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County’s Property Values To Climb Higher

Tim Lizer, Bourbon County’s PVA Administrator

Citizen Staff

Tim Lizer, PVA Administrator for Bourbon County, now in his second year of office reports that the reassessment process is continuing for all of Bourbon County.
“We must submit property reassessments each year by April 1,” Lizer said, “Last year we only had time to visit 1546 properties by the deadline. This year, because we have had more time there will likely be 3500 new assessments submitted to the state for certification.”
The PVA office is a state office and Lizer reports to the Property Valuation Office in Frankfort as a division within the state’s Department of Revenue.
“My job, as defined by KRS Statutes, is to assess property values for tax purposes,” Lizer said, “and state law requires that I visit and assess every property in Paris and Bourbon County once every four years.”
This turns out to be a daunting task. “There are a total of 9000 properties to be assessed each four years,” Lizer said, “and it will take four years to complete the cycle and review every property, residential, farm and commercial in Bourbon County.” Properties have to be visited and reassessed every four years by state law.
According to Lizer, assessments will be higher on most properties. One of the reasons is that much of Bourbon County hasn’t been assessed on a regular basis.
“Most of the farm and commercial property hasn’t been assessed since 2005,” Lizer said. This means that market value inflation along with any new structures built on the property will result in higher assessments and will be reflected in the tax bill. He added that literally hundreds of new structures have been built in the last 15 years on farm and commercial properties that haven’t been placed on the tax roll.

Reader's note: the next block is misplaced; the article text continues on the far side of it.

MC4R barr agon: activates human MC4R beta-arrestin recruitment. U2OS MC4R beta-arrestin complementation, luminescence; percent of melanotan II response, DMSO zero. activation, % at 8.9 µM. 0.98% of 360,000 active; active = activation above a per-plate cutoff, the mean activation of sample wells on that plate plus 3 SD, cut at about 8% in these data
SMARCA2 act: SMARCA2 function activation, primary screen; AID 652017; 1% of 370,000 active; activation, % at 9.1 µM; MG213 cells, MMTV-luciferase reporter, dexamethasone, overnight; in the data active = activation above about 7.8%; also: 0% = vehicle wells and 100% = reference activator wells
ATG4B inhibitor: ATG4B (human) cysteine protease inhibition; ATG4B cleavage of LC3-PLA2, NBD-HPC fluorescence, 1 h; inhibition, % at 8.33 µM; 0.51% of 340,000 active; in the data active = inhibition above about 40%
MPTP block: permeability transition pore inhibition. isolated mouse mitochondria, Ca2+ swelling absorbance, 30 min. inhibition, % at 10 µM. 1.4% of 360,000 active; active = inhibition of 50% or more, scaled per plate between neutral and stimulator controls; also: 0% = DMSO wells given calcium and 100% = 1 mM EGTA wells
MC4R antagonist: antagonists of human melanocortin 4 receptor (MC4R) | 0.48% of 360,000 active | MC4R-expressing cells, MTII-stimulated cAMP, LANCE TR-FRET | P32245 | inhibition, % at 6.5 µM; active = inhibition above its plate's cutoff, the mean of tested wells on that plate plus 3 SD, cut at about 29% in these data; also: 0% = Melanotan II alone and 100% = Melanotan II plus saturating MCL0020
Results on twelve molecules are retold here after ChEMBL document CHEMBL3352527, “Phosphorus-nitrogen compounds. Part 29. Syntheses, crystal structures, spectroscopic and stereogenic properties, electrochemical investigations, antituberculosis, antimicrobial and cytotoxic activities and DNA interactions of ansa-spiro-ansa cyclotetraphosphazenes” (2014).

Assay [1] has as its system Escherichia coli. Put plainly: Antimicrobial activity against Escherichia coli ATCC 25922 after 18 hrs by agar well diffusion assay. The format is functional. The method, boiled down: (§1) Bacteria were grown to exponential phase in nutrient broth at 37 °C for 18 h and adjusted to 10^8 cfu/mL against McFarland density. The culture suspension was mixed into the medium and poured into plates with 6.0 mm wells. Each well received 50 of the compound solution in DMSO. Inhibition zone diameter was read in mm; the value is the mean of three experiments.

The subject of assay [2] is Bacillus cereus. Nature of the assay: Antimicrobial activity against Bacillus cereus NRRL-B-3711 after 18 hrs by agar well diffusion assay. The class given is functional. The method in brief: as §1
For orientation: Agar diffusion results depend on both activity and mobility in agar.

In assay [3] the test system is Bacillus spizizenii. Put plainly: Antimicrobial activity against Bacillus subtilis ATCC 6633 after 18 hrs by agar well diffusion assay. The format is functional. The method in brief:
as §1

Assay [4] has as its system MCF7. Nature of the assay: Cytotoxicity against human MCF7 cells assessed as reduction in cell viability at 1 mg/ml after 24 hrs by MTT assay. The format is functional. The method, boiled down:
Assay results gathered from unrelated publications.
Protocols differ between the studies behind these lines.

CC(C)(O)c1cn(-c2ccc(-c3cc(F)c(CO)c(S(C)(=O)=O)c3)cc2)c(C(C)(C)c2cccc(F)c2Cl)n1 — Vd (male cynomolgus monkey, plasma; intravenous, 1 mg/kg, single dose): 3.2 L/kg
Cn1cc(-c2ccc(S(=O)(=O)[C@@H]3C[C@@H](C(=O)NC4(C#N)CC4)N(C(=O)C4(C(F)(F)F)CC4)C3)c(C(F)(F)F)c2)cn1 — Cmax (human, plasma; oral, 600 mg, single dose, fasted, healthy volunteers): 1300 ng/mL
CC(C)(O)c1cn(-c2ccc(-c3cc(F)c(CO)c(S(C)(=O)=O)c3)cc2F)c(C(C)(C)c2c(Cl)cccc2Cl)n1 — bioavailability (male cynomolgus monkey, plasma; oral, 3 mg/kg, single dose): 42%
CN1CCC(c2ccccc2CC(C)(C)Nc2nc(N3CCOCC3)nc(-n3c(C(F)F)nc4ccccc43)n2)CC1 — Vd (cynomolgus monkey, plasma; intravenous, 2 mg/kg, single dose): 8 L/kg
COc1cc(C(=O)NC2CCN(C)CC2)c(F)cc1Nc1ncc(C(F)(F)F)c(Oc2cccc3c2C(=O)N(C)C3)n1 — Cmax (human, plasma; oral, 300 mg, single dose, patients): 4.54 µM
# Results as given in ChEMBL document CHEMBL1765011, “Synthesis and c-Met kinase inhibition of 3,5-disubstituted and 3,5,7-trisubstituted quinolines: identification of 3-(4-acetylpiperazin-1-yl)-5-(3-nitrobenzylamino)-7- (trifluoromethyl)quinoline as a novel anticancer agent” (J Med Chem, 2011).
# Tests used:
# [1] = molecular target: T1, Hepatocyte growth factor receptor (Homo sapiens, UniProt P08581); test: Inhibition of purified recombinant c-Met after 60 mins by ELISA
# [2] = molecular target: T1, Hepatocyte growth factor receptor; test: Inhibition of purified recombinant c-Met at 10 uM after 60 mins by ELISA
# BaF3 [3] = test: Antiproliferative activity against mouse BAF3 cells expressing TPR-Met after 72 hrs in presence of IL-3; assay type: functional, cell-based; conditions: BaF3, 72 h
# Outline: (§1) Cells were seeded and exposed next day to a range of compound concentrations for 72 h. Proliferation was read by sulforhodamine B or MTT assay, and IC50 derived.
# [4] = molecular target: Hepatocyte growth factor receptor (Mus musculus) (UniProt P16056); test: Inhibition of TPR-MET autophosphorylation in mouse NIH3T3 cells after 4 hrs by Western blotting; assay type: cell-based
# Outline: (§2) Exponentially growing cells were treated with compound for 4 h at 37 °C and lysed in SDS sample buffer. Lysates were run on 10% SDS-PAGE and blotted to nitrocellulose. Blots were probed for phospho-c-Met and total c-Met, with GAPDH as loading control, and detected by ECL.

Lizer said that tax rates could be reduced as a result of the higher assessed values.
“For example,” Lizer said, “if a taxing organization takes the compensating rate set by the state, it is possible that the tax rate will have to be reduced in order not to exceed allowable increases in revenue by state statute.”
Both the City of Paris and Bourbon County Fiscal Court have announced they will use the compensating rate for the next fiscal year. The Public Library has announced that they will set a rate slightly less than the compensating rate. Another example of the impact of increased assessments is that the Bourbon County Board of Education reduced their real property tax rate, but will realize increased revenue of 4 percent due to higher assessments.
“I want to be fair to every property owner in this process,” Lizer said. For example, he cited that for residential property, assessments are based on actual sales that have occurred in the neighborhood. This means that the assessments will reflect the real estate market.

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